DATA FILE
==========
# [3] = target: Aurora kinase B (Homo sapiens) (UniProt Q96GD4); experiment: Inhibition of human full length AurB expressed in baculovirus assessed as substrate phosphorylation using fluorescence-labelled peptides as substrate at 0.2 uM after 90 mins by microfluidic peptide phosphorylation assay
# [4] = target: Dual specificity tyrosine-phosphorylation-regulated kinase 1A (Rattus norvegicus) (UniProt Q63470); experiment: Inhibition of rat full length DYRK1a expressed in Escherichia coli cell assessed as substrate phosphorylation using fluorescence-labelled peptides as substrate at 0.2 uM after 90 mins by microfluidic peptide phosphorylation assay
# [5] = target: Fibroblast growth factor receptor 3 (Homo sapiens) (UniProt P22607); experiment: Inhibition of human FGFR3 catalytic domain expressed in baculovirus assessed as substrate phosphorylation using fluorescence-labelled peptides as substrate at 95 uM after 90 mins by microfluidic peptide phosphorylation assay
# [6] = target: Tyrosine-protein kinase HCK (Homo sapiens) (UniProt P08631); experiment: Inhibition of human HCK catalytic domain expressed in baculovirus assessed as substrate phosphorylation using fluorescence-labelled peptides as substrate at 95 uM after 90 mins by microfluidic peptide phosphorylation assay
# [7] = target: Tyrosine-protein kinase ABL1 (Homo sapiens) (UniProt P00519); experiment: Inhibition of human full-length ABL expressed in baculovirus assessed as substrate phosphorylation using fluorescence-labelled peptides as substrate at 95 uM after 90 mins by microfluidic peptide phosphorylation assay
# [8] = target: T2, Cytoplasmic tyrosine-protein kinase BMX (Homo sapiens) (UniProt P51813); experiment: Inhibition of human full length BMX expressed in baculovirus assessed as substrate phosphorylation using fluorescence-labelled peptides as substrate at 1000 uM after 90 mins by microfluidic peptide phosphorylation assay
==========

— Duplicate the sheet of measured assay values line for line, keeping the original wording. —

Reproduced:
# [3] = target: Aurora kinase B (Homo sapiens) (UniProt Q96GD4); experiment: Inhibition of human full length AurB expressed in baculovirus assessed as substrate phosphorylation using fluorescence-labelled peptides as substrate at 0.2 uM after 90 mins by microfluidic peptide phosphorylation assay
# [4] = target: Dual specificity tyrosine-phosphorylation-regulated kinase 1A (Rattus norvegicus) (UniProt Q63470); experiment: Inhibition of rat full length DYRK1a expressed in Escherichia coli cell assessed as substrate phosphorylation using fluorescence-labelled peptides as substrate at 0.2 uM after 90 mins by microfluidic peptide phosphorylation assay
# [5] = target: Fibroblast growth factor receptor 3 (Homo sapiens) (UniProt P22607); experiment: Inhibition of human FGFR3 catalytic domain expressed in baculovirus assessed as substrate phosphorylation using fluorescence-labelled peptides as substrate at 95 uM after 90 mins by microfluidic peptide phosphorylation assay
# [6] = target: Tyrosine-protein kinase HCK (Homo sapiens) (UniProt P08631); experiment: Inhibition of human HCK catalytic domain expressed in baculovirus assessed as substrate phosphorylation using fluorescence-labelled peptides as substrate at 95 uM after 90 mins by microfluidic peptide phosphorylation assay
# [7] = target: Tyrosine-protein kinase ABL1 (Homo sapiens) (UniProt P00519); experiment: Inhibition of human full-length ABL expressed in baculovirus assessed as substrate phosphorylation using fluorescence-labelled peptides as substrate at 95 uM after 90 mins by microfluidic peptide phosphorylation assay
# [8] = target: T2, Cytoplasmic tyrosine-protein kinase BMX (Homo sapiens) (UniProt P51813); experiment: Inhibition of human full length BMX expressed in baculovirus assessed as substrate phosphorylation using fluorescence-labelled peptides as substrate at 1000 uM after 90 mins by microfluidic peptide phosphorylation assay